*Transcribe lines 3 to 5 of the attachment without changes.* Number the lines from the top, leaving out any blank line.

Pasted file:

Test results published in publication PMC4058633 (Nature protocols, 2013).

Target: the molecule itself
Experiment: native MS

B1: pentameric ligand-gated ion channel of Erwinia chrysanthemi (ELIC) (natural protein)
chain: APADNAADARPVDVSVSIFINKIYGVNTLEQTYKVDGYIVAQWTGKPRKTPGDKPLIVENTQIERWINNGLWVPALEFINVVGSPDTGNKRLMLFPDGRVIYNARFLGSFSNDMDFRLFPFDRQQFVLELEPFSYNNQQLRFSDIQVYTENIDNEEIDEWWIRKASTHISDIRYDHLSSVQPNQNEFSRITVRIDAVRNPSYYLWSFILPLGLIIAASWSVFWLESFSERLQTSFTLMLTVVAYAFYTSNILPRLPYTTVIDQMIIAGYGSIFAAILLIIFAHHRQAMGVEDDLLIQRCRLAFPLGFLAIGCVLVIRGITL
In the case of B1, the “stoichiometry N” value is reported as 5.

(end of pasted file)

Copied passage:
Experiment: native MS

B1: pentameric ligand-gated ion channel of Erwinia chrysanthemi (ELIC) (natural protein)
chain: APADNAADARPVDVSVSIFINKIYGVNTLEQTYKVDGYIVAQWTGKPRKTPGDKPLIVENTQIERWINNGLWVPALEFINVVGSPDTGNKRLMLFPDGRVIYNARFLGSFSNDMDFRLFPFDRQQFVLELEPFSYNNQQLRFSDIQVYTENIDNEEIDEWWIRKASTHISDIRYDHLSSVQPNQNEFSRITVRIDAVRNPSYYLWSFILPLGLIIAASWSVFWLESFSERLQTSFTLMLTVVAYAFYTSNILPRLPYTTVIDQMIIAGYGSIFAAILLIIFAHHRQAMGVEDDLLIQRCRLAFPLGFLAIGCVLVIRGITL